I Am A Cripple Nancy Mairs Essay How To Write Philosophy Papers
She uses the word, or a form of the word, “cripple” eight times in the three paragraphs of her essay and with every use it becomes increasingly less shocking.She does this because she wants the audience to see that with repetition comes acceptance.She immediately draws attention to her passage by using this overlooked word in a short bold statement.She takes this word and makes it known to the audience that the use of it in her presence is not only okay, but it’s her preference that it be used to describe her. ” This powerful statement gives the audience a sense that she is not afraid, embarrassed, or ashamed of what she is.The remainder of the essay details the diagnosis and lifelong effects of her multiple sclerosis."On Being a Cripple" is commonly referenced in medical humanities courses.Elaborating to a society, so infatuated with being politically correct, that using a word considered derogatory to most may be necessary according to exact definition is Mairs’s purpose in writing this passage.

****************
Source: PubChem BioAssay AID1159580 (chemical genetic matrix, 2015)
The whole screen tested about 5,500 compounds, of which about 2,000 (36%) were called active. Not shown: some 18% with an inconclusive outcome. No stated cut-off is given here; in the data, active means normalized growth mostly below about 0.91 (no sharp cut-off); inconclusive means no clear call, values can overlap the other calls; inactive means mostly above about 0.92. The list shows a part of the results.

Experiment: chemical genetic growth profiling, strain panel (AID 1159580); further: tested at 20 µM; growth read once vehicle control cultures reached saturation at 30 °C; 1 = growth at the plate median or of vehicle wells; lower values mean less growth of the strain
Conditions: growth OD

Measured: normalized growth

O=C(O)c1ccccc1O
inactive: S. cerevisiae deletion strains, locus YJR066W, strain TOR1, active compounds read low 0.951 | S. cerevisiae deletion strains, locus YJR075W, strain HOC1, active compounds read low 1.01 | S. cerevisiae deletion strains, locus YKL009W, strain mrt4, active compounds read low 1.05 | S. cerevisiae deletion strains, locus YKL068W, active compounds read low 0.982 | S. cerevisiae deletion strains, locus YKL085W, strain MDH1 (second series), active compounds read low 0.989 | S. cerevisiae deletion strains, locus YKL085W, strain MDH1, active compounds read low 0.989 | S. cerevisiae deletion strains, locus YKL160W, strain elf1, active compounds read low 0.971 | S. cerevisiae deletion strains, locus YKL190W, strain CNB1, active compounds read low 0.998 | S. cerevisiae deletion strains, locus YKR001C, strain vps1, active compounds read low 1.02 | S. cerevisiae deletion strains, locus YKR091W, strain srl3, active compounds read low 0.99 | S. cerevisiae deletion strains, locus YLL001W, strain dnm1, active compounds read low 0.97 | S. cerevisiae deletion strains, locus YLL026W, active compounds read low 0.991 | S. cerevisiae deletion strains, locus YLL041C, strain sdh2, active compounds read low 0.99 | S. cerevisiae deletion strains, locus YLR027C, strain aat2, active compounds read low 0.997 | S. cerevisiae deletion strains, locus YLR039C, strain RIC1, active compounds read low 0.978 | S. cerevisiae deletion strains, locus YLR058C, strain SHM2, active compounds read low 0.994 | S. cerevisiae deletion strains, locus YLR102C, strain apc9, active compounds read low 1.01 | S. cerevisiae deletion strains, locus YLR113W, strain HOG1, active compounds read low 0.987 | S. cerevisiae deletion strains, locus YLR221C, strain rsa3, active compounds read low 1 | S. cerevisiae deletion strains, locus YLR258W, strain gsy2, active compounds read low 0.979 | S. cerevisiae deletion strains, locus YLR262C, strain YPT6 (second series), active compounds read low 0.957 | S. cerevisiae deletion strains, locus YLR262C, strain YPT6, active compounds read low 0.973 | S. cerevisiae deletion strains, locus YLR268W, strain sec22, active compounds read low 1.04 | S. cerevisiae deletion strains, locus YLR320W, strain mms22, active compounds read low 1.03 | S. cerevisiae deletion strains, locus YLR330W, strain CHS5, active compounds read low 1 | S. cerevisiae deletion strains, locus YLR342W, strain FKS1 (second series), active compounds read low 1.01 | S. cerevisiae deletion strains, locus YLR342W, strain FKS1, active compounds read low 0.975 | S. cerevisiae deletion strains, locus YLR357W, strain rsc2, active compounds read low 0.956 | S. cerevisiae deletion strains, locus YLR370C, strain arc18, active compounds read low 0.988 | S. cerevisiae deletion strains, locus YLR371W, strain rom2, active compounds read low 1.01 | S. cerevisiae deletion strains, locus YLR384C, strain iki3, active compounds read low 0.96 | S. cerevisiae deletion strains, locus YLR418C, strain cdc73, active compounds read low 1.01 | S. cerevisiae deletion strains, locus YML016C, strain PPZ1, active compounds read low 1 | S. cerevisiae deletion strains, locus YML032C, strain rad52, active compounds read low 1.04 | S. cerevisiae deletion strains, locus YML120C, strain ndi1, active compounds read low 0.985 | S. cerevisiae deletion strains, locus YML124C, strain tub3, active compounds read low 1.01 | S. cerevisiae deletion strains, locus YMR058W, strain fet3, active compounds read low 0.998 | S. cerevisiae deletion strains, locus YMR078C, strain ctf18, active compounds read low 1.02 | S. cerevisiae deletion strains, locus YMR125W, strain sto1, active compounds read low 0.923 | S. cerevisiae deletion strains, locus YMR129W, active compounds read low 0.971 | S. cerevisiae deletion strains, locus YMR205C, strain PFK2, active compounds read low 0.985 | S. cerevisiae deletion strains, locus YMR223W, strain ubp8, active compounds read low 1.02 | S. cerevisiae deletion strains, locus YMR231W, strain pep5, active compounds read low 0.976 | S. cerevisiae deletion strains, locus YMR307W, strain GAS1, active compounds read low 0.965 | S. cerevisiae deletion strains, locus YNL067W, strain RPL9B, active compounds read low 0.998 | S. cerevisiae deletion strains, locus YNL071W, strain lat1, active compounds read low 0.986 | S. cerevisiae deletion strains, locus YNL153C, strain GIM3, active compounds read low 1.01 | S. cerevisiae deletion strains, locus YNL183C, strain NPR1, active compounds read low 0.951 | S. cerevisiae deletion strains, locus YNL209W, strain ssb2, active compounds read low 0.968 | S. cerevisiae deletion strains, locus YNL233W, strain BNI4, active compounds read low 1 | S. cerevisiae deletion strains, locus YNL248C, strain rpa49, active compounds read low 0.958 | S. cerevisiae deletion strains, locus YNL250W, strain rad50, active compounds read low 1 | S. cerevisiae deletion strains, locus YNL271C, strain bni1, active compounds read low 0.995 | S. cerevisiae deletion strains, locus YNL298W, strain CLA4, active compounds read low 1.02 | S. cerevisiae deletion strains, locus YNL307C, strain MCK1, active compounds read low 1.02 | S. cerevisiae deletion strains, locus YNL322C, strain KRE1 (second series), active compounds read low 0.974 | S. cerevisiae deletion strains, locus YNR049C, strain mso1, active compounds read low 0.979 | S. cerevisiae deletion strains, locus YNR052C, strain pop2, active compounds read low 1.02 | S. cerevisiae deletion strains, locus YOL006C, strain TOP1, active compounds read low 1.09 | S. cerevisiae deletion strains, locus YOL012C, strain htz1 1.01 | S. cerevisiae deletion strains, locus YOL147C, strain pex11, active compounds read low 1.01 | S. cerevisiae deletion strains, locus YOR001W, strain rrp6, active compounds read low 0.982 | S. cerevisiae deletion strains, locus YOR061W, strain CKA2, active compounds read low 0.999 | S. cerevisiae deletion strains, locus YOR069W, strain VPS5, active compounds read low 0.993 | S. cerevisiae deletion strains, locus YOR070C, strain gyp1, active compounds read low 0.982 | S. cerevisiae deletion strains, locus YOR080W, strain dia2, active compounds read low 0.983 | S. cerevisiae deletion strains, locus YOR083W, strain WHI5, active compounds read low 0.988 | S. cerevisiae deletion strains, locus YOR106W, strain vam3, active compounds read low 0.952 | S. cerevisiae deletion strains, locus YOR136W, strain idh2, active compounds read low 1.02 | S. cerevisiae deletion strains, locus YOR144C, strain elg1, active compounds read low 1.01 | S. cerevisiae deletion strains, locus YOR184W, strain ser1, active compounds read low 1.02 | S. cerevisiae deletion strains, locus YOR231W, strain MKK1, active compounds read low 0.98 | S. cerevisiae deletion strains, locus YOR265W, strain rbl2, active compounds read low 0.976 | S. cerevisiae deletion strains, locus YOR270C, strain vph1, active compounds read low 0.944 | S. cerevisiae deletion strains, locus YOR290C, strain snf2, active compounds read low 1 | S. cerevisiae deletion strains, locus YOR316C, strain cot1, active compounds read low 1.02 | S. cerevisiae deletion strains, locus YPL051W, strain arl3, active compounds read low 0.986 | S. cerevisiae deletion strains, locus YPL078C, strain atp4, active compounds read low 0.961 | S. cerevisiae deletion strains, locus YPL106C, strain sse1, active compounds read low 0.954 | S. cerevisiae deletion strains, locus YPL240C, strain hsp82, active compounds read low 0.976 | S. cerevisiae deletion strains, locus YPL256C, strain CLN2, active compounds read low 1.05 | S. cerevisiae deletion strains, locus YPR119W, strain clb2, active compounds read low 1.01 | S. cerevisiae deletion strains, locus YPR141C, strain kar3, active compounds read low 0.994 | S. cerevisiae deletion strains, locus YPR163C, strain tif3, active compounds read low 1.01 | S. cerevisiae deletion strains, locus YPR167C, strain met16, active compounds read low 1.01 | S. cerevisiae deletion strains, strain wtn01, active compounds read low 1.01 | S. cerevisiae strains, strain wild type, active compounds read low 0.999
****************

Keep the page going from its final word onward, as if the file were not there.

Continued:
In her second paragraph she talks about how disabled and handicapped do not fit her condition according to exact definition.
Mairs’s second to last use of the word comes in the second sentence of the last paragraph when she states “Whatever you call me, I remain crippled.
” Because she used the word so many times previous to this statement, the audience now accepts and respects it as what she truly is. Although her passage wraps around using the word “cripple,” she also very frequently talks about the words “handicapped” and “disabled.
Mairs does this to show that, even if she’d like it to happen, she knows the world won’t change the way they see things, and she accepts this.
Still, Nancy Mairs effectively uses rhetorical devices to execute her purpose of making a misinterpreted word become an accepted word for her condition.